→ Basel-based Novartis $NVS has pushed along a double-barreled application for its leading CAR-T drug Kymriah (CTL019). The pharma giant has applied to the EMA for approvals in B-cell acute lymphoblastic leukemia as well as diffuse large B-cell lymphoma, which will likely put it head-to-head with rival Gilead’s Yescarta. “Since the historic FDA approval of Kymriah, formerly CTL019, we have launched, manufactured and supplied this highly individualized immunocelluar therapy in a commercial setting and the submission to the EMA is a major step toward our goal of delivering it to more critically ill cancer patients around the world,” said Vas Narasimhan, who’s in the process of stepping up to the CEO post.
→ Brisbane, CA-based Aimmune $AIMT CEO Stephen Dilly says he plans to step down by the end of the year so he can spend more time with his family. The biotech plans to mount a search for a new CEO. Dilly noted: “My decision to retire is based solely on my personal desire to have more time for my family, especially my eldest son, who has special needs. We are announcing this now in order to facilitate an orderly executive search and transition period, and I remain completely committed to continuing to lead Aimmune through the exciting events ahead. We are looking forward to the completion of our pivotal Phase 3 PALISADE trial around year-end and sharing top-line data in the first quarter of 2018.”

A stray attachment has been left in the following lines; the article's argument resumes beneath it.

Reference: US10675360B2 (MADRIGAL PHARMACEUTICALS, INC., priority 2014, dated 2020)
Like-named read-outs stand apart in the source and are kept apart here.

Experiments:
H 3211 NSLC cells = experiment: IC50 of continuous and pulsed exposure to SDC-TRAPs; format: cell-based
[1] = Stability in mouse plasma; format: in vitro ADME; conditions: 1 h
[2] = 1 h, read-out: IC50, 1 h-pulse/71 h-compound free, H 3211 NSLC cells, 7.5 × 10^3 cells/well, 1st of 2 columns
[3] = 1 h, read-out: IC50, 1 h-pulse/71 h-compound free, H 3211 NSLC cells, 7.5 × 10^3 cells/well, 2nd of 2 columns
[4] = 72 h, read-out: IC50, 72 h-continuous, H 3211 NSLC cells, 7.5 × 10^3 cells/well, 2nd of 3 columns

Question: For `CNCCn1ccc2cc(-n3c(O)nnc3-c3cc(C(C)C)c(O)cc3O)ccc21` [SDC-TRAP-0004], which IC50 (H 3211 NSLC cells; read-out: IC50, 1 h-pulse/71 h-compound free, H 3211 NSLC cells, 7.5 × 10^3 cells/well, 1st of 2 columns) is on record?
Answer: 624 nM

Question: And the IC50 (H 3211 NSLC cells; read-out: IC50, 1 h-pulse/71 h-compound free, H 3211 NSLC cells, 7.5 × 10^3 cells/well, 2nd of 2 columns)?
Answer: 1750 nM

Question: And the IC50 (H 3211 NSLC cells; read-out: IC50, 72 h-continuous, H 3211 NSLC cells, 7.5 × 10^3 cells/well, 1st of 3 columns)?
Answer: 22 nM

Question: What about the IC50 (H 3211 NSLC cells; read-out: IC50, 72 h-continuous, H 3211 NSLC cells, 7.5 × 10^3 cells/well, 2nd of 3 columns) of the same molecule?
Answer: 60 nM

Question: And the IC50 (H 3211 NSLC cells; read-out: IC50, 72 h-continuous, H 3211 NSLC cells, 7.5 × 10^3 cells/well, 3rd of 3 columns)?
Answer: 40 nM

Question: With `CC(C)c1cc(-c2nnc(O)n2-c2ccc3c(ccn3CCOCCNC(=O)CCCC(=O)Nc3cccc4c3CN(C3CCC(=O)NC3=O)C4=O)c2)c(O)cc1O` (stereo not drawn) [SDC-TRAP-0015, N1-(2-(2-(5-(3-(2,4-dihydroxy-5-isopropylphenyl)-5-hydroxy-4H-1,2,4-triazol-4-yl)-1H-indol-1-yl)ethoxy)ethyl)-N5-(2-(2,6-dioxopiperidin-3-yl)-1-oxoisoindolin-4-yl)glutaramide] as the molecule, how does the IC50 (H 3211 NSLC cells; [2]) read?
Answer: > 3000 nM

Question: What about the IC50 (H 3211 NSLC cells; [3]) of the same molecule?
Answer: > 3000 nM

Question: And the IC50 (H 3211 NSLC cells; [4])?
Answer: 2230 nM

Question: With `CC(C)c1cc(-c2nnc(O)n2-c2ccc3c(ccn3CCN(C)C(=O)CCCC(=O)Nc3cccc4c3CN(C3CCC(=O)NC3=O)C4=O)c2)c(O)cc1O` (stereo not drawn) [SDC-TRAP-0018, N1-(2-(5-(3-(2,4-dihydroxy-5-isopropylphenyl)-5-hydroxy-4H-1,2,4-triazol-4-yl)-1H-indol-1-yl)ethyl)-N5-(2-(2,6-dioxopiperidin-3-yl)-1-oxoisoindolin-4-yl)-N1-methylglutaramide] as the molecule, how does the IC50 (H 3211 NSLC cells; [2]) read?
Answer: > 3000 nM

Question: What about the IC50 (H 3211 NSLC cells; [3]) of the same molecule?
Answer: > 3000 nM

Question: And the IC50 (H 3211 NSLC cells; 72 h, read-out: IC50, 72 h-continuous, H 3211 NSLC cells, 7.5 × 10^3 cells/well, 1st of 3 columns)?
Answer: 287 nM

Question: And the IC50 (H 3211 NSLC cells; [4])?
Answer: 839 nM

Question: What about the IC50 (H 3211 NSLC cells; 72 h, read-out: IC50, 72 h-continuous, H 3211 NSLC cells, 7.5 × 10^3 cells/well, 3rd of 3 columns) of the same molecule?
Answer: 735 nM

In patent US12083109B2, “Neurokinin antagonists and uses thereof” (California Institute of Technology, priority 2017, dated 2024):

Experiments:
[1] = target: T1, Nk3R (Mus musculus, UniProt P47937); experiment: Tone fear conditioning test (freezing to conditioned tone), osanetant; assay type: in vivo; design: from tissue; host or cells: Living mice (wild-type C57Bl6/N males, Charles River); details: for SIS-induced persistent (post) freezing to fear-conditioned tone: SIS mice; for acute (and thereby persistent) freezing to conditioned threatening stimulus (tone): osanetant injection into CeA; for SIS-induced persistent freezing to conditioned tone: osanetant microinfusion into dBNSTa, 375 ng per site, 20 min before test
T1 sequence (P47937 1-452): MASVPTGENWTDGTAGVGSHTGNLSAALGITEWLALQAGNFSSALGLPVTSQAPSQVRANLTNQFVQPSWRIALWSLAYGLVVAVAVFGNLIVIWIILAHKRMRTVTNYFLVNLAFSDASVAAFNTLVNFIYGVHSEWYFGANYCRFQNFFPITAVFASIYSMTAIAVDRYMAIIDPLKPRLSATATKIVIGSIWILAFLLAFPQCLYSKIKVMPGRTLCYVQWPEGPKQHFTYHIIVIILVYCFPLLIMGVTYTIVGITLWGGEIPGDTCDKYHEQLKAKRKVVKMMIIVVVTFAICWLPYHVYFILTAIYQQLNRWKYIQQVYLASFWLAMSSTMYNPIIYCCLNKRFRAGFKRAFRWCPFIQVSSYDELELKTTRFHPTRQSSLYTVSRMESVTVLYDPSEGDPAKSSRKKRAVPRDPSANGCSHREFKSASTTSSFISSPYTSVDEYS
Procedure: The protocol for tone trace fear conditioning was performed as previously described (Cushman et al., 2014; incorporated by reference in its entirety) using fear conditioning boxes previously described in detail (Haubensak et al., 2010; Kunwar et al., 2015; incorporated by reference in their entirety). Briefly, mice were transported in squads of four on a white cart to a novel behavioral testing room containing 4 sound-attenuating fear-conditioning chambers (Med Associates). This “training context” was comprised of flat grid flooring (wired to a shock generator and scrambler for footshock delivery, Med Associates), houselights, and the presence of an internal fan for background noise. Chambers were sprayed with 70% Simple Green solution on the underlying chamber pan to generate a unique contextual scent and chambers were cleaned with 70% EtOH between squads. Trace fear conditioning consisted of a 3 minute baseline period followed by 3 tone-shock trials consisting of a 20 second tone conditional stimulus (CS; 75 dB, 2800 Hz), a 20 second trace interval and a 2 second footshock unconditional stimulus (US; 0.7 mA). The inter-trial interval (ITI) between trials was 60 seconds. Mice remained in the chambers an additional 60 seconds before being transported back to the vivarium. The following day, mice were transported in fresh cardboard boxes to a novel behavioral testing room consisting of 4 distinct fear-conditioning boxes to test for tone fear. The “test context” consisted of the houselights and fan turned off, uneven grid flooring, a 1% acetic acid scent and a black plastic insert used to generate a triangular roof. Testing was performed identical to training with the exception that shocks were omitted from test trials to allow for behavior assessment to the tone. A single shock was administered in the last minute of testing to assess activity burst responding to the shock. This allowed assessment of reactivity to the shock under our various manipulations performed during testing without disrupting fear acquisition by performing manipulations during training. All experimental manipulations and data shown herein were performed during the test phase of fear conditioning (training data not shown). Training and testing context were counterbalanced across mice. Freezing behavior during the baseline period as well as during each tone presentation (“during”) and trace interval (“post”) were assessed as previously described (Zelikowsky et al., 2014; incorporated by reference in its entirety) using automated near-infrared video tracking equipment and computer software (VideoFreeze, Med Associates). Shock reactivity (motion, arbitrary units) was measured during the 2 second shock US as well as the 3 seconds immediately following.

→ Translate Bio CEO Ron Renaud has recruited Agios vet Ann Barbier for the CMO position. Barbier had been vice president of clinical development, rare genetic diseases at Agios, a trendsetter in the Cambridge, MA biotech hub. Earlier, she had worked at Shire for 7 years. “With near-term clinical programs in cystic fibrosis and OTC deficiency, Translate Bio is approaching a critical and exciting time,” said Barbier.
→ J&J $JNJ has had some setbacks on the R&D front recently, but over the weekend it produced some impressive results for their blockbuster Stelara — already approved for psoriasis and Crohn’s — in lupus. The drug helped 60% of the group on the drug arm in a recent study, compared to only 31% for the placebo-plus standard of care. Reuters notes that the only drug approved for lupus in the last 50 years has been GSK’s Benlysta.
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